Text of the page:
In HTML and CSS, colors are typically specified by a six-digit code in hexadecimal, like #FF0000 (which is a red). You can, though, use just basic words for some colors. “Red” works, as does “blue” and “black” and even things like “lightcoral”.
There is an organized movement online now to include in CSS4 the named color “beccapurple”, equivalent to #663399, as a memorial.
I think that’s mighty fine.
This brilliant bit about beating Dragon’s Lair has been widely linked, but that makes it no less deserving of your time if you haven’t seen it.
This is one of those articles that’s so true it hurts. Here’s the first bit:
All programming teams are constructed by and of crazy people
Imagine joining an engineering team. You’re excited and full of ideas, probably just out of school and a world of clean, beautiful designs, awe-inspiring in their aesthetic unity of purpose, economy, and strength. You start by meeting Mary, project leader for a bridge in a major metropolitan area. Mary introduces you to Fred, after you get through the fifteen security checks installed by Dave because Dave had his sweater stolen off his desk once and Never Again. Fred only works with wood, so you ask why he’s involved because this bridge is supposed to allow rush-hour traffic full of cars full of mortal humans to cross a 200-foot drop over rapids. Don’t worry, says Mary, Fred’s going to handle the walkways. What walkways? Well Fred made a good case for walkways and they’re going to add to the bridge’s appeal. Of course, they’ll have to be built without railings, because there’s a strict no railings rule enforced by Phil, who’s not an engineer. Nobody’s sure what Phil does, but it’s definitely full of synergy and has to do with upper management, whom none of the engineers want to deal with so they just let Phil do what he wants. Sara, meanwhile, has found several hemorrhaging-edge paving techniques, and worked them all into the bridge design, so you’ll have to build around each one as the bridge progresses, since each one means different underlying support and safety concerns. Tom and Harry have been working together for years, but have an ongoing feud over whether to use metric or imperial measurements, and it’s become a case of “whoever got to that part of the design first.” This has been such a headache for the people actually screwing things together, they’ve given up and just forced, hammered, or welded their way through the day with whatever parts were handy. Also, the bridge was designed as a suspension bridge, but nobody actually knew how to build a suspension bridge, so they got halfway through it and then just added extra support columns to keep the thing standing, but they left the suspension cables because they’re still sort of holding up parts of the bridge. Nobody knows which parts, but everybody’s pretty sure they’re important parts. After the introductions are made, you are invited to come up with some new ideas, but you don’t have any because you’re a propulsion engineer and don’t know anything about bridges.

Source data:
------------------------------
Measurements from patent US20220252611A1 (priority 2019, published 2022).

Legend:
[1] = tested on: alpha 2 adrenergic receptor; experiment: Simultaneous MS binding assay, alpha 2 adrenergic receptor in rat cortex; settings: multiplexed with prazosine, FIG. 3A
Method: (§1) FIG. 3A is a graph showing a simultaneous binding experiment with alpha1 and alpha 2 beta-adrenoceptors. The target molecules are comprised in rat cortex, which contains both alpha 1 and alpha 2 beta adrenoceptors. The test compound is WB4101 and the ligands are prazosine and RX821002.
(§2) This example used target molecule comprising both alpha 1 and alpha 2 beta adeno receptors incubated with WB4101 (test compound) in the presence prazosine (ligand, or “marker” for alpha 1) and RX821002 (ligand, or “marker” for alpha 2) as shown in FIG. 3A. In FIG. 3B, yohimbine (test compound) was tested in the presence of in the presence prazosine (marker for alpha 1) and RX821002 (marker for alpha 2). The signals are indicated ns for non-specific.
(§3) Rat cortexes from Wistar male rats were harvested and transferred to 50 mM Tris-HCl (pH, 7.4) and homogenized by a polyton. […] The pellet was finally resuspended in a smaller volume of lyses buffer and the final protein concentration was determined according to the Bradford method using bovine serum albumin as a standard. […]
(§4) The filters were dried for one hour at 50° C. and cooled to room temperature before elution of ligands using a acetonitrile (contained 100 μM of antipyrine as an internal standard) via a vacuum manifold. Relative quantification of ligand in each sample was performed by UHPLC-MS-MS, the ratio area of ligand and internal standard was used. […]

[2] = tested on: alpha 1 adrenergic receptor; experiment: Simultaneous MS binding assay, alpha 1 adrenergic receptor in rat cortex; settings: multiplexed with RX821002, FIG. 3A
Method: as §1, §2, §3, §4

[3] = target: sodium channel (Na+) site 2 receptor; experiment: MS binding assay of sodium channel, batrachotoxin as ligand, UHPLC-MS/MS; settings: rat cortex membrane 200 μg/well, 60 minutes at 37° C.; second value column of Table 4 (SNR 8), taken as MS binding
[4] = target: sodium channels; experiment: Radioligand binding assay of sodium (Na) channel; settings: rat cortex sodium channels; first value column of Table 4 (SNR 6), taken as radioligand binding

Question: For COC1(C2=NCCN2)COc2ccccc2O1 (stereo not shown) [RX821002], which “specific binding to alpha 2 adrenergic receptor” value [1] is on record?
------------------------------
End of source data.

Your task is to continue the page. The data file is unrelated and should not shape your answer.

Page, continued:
Would you drive across this bridge? No. If it somehow got built, everybody involved would be executed. Yet some version of this dynamic wrote every single program you have ever used, banking software, websites, and a ubiquitously used program that was supposed to protect information on the internet but didn’t.
Go read the whole thing.